For racing fans in downtown Montreal checking out luxury cars and enjoying the celebrations around the return of the Canadian Grand Prix, this weekend could not come soon enough.
“It feels like 2019, coming back to normal,” said Alfredo Monsivais, a Montreal resident who was admiring a green Alfa Romeo on Peel Street Thursday afternoon.
The race on Sunday will be the first Grand Prix in Montreal in three years after two pandemic-related cancellations.
The days around the race weekend have always been special, said Benoit Dessureault, co-owner of the Old Montreal restaurant Chez Delmo. After Montreal’s long winters, the race marks the return of summer activities.
“It’s almost like waking up after hibernation,” he said Thursday. “In comes this festive crowd, well-dressed, in a party mood, with money to spend saying, ‘Wake up Montreal, it’s time to party.’ ” The race is also good for business, he said. On a typical night, his 60-seat restaurant will serve around 70 customers; on the Thursday, Friday and Saturday before the Grand Prix, he serves around 150 people a night.
“The average per-plate is higher, there’s more champagne, there’s more alcohol consumption, there’s more pricey products, wine, etc. It’s the second-biggest sales night after New Year’s Eve,” he said.
The return of the race, the only Canadian stop on the Formula One circuit, has the city’s hotel owners “very excited” after two very difficult years, said Jean-Sébastien Boudreault, head of the Hotel Association of Greater Montreal.
“There were months where we had occupancy rates around 5 per cent,” he said Thursday. “It was extremely difficult for our hoteliers.”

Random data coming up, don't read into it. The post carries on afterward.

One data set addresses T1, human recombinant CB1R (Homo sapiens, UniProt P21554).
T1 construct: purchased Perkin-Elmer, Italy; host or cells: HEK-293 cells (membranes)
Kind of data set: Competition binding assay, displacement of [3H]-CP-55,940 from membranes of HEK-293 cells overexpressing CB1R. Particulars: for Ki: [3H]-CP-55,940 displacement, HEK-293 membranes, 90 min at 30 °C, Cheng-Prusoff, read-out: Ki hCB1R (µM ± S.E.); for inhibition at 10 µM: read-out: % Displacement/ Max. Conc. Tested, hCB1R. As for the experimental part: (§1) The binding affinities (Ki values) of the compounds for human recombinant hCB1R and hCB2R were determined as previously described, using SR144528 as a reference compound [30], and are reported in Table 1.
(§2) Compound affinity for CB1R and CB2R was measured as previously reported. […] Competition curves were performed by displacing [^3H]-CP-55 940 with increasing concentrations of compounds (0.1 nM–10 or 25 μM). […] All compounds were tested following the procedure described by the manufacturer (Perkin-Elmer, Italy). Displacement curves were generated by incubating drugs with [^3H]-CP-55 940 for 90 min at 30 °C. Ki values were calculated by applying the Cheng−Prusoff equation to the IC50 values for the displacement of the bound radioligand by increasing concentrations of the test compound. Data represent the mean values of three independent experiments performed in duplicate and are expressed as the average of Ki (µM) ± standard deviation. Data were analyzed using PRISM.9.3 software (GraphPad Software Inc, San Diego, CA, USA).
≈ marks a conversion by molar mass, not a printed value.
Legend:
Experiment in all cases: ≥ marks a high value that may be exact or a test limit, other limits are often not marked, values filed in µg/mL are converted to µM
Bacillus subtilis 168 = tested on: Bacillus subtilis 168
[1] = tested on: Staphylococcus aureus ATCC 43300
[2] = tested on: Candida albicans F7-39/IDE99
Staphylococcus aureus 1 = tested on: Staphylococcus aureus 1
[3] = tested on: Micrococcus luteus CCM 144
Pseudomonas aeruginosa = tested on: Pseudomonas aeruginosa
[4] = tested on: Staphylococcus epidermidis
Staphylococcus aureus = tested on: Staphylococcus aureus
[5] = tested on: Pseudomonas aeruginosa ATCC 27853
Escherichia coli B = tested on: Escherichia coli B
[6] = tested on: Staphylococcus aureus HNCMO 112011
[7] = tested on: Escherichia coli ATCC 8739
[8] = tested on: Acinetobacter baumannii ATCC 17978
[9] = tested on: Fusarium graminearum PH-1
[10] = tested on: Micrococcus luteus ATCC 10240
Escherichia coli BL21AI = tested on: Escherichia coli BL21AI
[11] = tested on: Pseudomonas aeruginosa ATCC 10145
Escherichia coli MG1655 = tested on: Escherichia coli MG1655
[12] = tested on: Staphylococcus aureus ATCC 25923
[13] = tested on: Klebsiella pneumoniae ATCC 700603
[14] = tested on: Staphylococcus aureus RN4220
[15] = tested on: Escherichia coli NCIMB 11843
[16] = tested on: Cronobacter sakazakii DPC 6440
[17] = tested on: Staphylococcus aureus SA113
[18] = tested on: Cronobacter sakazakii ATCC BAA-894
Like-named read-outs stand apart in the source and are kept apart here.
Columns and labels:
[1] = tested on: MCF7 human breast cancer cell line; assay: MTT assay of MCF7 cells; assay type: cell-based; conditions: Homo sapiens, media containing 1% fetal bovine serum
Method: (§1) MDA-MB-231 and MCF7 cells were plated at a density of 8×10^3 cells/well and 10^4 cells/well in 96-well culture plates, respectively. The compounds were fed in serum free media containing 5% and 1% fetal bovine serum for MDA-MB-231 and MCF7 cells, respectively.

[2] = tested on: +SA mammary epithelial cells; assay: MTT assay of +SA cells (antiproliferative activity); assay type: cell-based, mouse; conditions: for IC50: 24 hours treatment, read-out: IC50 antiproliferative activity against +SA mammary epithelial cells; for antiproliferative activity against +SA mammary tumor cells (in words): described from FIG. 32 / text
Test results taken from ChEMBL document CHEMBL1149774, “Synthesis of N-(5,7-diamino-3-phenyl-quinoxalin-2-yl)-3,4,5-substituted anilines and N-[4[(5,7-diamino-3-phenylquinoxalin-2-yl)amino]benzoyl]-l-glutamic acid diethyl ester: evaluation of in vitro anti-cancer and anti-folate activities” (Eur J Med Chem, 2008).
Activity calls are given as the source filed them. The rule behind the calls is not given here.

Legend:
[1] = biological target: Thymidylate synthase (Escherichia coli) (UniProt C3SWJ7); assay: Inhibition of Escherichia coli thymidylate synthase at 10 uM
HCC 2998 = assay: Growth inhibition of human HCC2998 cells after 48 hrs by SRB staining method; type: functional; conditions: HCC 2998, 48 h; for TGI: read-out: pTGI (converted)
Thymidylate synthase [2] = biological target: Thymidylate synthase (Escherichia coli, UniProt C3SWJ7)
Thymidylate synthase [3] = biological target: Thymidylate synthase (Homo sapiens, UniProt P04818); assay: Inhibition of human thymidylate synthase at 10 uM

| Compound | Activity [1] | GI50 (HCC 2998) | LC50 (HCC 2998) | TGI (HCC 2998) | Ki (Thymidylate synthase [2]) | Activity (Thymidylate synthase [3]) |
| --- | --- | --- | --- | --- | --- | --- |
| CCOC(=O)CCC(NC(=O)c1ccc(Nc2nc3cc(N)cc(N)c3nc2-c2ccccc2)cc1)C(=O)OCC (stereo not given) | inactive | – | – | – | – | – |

This weekend, he said, hotel occupancy rates are around 96 per cent – with prices averaging around $500 a night.
“The hotels are full, so I think the hoteliers are pleased. They’ll have a lot of work to do this weekend, but everyone is happy to see that life is resuming, that the pandemic appears to be behind us,” he said.
The Grand Prix is one of the busiest times for the hotel industry, alongside the first weekend of the Montreal International Jazz Festival and the Osheaga music festival.
The party does come at a cost to taxpayers. In 2017, the municipal, provincial and federal governments said they would spend $98.2-million to keep the race in Montreal until 2029. That deal was extended in 2021, with the federal and provincial governments promising another $51-million to keep the race in the city until 2031.
Moshe Lander, who teaches economics at Montreal’s Concordia University, said that while the Grand Prix is a “great event,” he thinks its economic benefits are overstated.
While the race may provide a boost to certain businesses, it’s relatively small in terms of the city’s overall economy, he said.
“If the F1 weren’t here, it’s not like no tourists would come to Montreal,” he said Thursday. “It would just be a different set of tourists.”
Hotels are always busy in Montreal in the summer, he said, meaning that when tourists come for the F1, they’re just displacing other tourists who would be visiting the city for its art or culture.
Stephannie Urrutia, who was out on Crescent Street in downtown Montreal with her mother, Ingrid Estrada – both of them dressed in matching Ferrari racing team shirts – said she’s happy to see people out and to see the return of a sport they both enjoy.
“It’s really great to have this after a pandemic,” she said.
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